The central Alberta hog producer whose animals were quarantined after it was discovered they were infected by the 2009 Influenza A H1N1 virus has culled his herd.
Arnold Van Ginkel, who farms near Rocky Mountain House, made a business decision to cull the animals based on the fact that the disease remains present in his herd.© The quarantine implemented by the Canadian Food Inspection Agency (CFIA) meant that no animals from the farm could be marketed until testing has indicated the virus is no longer present in the herd and all animals are healthy.©
Difficulty marketing pigs
While officials such as the World Health Organization (WHO) have confirmed that the meat from animals who have recovered from the 2009 Influenza A H1N1 is safe to eat, Van Ginkel was having trouble finding a market for the animals.
The declining presence of the 2009 Influenza A H1N1 meant the CFIA quarantine would remain in place for the foreseeable future. Not being able to market any animals meant that Van Ginkel was faced with having to conduct a second partial cull for animal welfare reasons due to overcrowding. Van Ginkel made the decision to proceed with a full cull of his herd and move forward.
“I am disappointed that I have to cull these animals but the presence of the Type A H1N1 virus in my herd left me with few options,” said Van Ginkel. “With the quarantine still in place, I was facing another partial cull due to overcrowding and no prospects for marketing my animals once they were given a clean bill of health. The only real option left was to have a complete cull and end the uncertainty for my farm and for the entire pork industry.”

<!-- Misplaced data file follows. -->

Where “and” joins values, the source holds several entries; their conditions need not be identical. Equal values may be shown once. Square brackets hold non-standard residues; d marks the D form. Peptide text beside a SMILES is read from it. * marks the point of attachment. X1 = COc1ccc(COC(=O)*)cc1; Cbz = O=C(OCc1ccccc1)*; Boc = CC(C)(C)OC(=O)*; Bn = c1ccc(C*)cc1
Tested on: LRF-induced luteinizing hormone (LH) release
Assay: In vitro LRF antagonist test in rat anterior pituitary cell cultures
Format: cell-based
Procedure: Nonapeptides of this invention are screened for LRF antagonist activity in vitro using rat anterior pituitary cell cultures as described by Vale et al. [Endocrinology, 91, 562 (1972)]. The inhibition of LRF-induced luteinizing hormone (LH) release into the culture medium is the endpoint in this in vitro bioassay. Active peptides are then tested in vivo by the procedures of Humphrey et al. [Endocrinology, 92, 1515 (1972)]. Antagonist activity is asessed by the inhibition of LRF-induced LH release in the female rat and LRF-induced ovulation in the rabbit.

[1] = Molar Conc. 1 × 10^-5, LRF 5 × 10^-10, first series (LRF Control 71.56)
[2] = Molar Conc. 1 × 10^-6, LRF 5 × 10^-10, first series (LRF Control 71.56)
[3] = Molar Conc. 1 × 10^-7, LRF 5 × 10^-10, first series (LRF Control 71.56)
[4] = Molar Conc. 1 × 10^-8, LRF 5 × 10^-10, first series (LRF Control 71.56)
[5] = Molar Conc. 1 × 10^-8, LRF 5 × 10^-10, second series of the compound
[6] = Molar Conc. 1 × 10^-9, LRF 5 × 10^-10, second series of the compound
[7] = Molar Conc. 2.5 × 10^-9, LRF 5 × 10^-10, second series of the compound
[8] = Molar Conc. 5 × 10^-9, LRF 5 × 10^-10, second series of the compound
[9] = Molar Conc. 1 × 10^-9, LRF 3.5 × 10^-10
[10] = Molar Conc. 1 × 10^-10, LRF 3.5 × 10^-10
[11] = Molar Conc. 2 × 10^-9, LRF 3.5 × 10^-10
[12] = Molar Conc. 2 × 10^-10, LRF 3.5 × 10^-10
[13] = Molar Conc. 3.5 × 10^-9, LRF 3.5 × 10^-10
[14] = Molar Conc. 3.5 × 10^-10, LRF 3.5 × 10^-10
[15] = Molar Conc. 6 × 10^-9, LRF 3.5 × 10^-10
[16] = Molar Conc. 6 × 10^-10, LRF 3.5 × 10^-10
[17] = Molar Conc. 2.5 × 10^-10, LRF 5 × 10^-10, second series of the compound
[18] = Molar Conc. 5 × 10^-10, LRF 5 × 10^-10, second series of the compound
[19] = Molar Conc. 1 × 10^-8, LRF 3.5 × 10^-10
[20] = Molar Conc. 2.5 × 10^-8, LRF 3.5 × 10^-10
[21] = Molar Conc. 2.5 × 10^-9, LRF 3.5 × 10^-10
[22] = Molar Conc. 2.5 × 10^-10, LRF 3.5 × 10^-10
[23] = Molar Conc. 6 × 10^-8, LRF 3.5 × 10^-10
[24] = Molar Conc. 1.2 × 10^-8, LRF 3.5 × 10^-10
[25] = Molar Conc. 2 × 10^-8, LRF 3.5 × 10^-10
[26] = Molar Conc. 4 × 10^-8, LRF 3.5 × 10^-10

New swine herd
“Alberta’s pork producers support the decision by Mr. Van Ginkel to cull these animals, it is his farm and his business decision,” said Paul Hodgman, Executive Director of Alberta Pork. “Although not common, it is not unusual for swine producers to cull their entire herd in order to eradicate diseases and start fresh with a new swine herd.”
A cull at the farrow-to-finish operation took place late last week with the presence of federal and provincial animal health experts and animal welfare officials. Officials assisted the producer by ensuring the cull took place under humane methods and that precautions to protect animal and human health were taken. All animal carcasses were safely disposed of in accordance with government requirements. No meat or pork products will enter the human food or animal feed chain.
Van Ginkel will apply to government for financial assistance under the existing AgriRecovery and AgriStability programs to address losses associated with the culling of his animals, the costs of cleaning and disinfecting his operation and the time he is out of production.